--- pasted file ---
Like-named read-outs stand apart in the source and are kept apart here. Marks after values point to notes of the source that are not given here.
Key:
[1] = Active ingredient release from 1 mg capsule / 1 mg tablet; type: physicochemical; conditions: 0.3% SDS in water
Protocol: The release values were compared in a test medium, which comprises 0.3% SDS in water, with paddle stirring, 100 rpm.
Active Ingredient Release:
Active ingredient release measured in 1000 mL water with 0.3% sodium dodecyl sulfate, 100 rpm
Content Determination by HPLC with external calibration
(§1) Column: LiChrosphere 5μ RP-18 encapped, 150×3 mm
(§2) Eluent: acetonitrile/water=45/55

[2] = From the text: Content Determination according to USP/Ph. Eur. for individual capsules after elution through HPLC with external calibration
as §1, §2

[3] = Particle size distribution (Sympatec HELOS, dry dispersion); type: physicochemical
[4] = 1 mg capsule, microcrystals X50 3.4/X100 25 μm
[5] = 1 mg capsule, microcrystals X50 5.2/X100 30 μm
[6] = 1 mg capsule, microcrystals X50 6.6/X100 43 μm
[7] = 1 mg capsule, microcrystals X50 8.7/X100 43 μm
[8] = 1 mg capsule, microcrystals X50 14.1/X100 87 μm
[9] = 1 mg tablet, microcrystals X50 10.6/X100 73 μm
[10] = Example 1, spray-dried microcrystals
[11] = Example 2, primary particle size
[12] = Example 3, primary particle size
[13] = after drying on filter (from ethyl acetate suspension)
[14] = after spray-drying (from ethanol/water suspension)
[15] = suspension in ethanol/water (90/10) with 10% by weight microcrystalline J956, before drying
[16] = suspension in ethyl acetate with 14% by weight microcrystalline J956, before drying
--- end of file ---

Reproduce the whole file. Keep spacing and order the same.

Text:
Like-named read-outs stand apart in the source and are kept apart here. Marks after values point to notes of the source that are not given here.
Key:
[1] = Active ingredient release from 1 mg capsule / 1 mg tablet; type: physicochemical; conditions: 0.3% SDS in water
Protocol: The release values were compared in a test medium, which comprises 0.3% SDS in water, with paddle stirring, 100 rpm.
Active Ingredient Release:
Active ingredient release measured in 1000 mL water with 0.3% sodium dodecyl sulfate, 100 rpm
Content Determination by HPLC with external calibration
(§1) Column: LiChrosphere 5μ RP-18 encapped, 150×3 mm
(§2) Eluent: acetonitrile/water=45/55

[2] = From the text: Content Determination according to USP/Ph. Eur. for individual capsules after elution through HPLC with external calibration
as §1, §2

[3] = Particle size distribution (Sympatec HELOS, dry dispersion); type: physicochemical
[4] = 1 mg capsule, microcrystals X50 3.4/X100 25 μm
[5] = 1 mg capsule, microcrystals X50 5.2/X100 30 μm
[6] = 1 mg capsule, microcrystals X50 6.6/X100 43 μm
[7] = 1 mg capsule, microcrystals X50 8.7/X100 43 μm
[8] = 1 mg capsule, microcrystals X50 14.1/X100 87 μm
[9] = 1 mg tablet, microcrystals X50 10.6/X100 73 μm
[10] = Example 1, spray-dried microcrystals
[11] = Example 2, primary particle size
[12] = Example 3, primary particle size
[13] = after drying on filter (from ethyl acetate suspension)
[14] = after spray-drying (from ethanol/water suspension)
[15] = suspension in ethanol/water (90/10) with 10% by weight microcrystalline J956, before drying
[16] = suspension in ethyl acetate with 14% by weight microcrystalline J956, before drying